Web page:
Economic conditions across the United States have slowed since February, the Federal Reserve's Beige Book noted, as nine of the 12 districts report slowing economic activity.
The report noted consumer spending is "softening" across much of the U.S. while residential construction is "generally anemic."
"Reports from the twelve Federal Reserve districts indicate that economic conditions have weakened since the last report," the Beige Book reads, noting that nine districts reported a slowing in the pace of economic activity, while the remaining three - Boston, Cleveland, and Richmond - described activity as mixed or steady.
Districts reported year-over-year declines in retail and/or auto sales, while tourism, in contrast, was generally described as strong, with a number of districts noting particular strength in foreign visitors. Reports on non-financial services varied by district: demand for transportation services was generally characterized as weak, while business and health services continued to expand. Other service industries were said to be mixed.
Most districts reported little change in retail price inflation, though Richmond and San Francisco noted some moderation. Most business contacts reported that wages were unchanged or were increasing moderately in all districts.
Many districts reported slowing consumer loan demand and economic activity. The report noted the input cost gains were widespread while selling prices were less so.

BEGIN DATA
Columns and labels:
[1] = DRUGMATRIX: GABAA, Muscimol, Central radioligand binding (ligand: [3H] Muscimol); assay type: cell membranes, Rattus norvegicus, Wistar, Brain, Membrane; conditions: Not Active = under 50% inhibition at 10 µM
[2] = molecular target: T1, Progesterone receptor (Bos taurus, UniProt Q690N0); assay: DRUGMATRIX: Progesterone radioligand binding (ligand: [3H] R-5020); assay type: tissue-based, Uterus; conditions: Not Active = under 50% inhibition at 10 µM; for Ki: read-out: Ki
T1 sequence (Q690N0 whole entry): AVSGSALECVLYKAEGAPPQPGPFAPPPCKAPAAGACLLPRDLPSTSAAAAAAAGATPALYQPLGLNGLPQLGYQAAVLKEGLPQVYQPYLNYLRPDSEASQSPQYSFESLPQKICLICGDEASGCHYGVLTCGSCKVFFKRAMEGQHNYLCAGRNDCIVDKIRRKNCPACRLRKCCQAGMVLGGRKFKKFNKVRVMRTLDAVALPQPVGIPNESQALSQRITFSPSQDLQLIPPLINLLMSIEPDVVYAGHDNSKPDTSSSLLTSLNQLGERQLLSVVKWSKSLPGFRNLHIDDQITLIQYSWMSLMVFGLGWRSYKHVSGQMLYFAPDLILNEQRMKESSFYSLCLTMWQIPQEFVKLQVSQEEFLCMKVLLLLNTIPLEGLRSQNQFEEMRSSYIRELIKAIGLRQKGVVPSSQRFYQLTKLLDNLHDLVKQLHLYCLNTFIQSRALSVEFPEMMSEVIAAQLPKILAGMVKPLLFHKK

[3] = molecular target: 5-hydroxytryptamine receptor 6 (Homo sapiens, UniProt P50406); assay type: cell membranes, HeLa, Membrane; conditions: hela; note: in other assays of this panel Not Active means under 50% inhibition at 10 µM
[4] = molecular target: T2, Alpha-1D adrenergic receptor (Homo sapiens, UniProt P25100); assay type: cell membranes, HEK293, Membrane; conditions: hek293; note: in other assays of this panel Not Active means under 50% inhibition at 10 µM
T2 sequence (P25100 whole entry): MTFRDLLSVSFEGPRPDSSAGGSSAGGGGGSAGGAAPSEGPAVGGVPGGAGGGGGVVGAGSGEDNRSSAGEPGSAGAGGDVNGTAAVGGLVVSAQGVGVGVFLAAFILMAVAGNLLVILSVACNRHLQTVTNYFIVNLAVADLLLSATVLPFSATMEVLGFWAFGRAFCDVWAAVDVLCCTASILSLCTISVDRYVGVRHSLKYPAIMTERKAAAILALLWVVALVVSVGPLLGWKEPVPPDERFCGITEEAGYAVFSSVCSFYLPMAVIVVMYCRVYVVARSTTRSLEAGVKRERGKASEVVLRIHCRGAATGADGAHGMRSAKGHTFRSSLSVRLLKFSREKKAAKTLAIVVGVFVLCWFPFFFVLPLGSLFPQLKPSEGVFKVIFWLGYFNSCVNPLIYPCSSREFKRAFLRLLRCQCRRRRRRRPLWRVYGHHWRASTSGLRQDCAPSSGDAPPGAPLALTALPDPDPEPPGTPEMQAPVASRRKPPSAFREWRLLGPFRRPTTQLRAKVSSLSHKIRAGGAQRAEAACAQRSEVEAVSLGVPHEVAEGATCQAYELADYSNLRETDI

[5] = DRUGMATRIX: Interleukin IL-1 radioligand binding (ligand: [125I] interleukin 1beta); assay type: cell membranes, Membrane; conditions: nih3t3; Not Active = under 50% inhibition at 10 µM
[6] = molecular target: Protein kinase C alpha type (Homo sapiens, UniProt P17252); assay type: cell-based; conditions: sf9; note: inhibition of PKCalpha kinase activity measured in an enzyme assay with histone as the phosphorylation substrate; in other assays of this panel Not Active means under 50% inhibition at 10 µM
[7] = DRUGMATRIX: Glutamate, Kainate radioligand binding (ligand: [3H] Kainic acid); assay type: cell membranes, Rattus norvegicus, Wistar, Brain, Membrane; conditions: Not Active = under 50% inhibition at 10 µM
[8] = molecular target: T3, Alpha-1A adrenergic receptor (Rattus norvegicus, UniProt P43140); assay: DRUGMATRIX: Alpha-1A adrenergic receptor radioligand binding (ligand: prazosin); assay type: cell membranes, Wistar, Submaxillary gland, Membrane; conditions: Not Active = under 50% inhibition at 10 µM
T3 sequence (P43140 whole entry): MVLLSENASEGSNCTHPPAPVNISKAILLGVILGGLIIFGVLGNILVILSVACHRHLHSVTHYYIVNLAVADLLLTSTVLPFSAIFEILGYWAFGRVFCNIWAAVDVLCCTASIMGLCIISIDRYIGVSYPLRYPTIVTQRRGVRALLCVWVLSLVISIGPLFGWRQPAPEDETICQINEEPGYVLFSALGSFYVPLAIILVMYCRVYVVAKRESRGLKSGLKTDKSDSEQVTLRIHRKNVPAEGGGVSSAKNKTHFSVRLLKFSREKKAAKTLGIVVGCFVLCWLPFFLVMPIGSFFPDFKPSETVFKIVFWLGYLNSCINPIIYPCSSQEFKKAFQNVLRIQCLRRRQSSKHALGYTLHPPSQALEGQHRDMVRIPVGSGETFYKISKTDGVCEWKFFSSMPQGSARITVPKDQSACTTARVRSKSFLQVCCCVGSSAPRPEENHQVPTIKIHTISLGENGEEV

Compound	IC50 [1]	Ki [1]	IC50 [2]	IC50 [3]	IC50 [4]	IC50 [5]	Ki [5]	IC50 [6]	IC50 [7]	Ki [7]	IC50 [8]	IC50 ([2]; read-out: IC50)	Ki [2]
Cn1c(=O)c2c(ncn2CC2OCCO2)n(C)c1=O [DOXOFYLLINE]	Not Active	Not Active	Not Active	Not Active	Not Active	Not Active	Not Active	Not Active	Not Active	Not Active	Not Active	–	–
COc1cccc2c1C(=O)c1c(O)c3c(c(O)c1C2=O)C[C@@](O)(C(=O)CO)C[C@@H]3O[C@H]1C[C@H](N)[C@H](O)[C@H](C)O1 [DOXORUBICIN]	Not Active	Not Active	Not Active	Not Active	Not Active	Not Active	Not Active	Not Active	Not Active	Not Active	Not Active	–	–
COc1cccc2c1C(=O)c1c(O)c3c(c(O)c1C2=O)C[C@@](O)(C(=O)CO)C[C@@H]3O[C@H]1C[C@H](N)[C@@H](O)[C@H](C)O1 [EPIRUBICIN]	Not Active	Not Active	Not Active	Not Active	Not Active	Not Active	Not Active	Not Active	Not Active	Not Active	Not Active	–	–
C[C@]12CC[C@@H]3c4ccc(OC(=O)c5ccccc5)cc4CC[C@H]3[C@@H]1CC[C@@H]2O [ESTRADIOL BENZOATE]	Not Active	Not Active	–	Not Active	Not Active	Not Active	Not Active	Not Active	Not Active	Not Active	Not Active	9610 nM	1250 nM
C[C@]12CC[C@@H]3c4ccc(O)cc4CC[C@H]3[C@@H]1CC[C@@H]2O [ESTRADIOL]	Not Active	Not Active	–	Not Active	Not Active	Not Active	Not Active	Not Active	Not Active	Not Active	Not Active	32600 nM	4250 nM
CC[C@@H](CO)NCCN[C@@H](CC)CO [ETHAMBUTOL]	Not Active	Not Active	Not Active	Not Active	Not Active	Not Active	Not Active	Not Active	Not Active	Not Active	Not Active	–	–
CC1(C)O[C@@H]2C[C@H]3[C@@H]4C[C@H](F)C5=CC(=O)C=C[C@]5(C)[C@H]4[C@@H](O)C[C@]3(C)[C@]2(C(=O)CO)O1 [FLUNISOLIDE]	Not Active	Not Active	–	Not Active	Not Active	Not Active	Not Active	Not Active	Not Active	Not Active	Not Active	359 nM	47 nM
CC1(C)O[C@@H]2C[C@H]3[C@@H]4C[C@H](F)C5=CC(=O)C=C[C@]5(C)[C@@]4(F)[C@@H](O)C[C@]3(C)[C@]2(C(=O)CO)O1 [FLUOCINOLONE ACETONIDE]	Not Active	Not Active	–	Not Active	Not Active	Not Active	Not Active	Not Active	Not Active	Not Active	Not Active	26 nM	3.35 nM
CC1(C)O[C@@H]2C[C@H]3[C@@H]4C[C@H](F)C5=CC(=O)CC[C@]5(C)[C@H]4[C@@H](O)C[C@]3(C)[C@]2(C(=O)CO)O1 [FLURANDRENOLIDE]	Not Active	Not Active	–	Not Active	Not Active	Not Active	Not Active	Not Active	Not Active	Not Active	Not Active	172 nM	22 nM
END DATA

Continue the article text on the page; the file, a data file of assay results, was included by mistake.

Many districts did report generally strong exports.
"Despite some variation across districts, employment levels appeared to be little changed, on balance, from recent months," the report noted.
Some weakening in the job market was reported in the New York, Atlanta, Chicago, St. Louis, and Minneapolis districts. Cleveland reported flat employment levels while Richmond indicated mixed trends. Boston and Kansas City indicated modest increases in employment, with some deceleration indicated in the latter. Firms in the Philadelphia, Atlanta and Minneapolis districts reported layoffs, reductions in work hours or hiring freezes in response to current or expected slowing in economic activity.
The Beige Book covers the period through April 7.By Stephen Huebl and edited by Nancy Girgis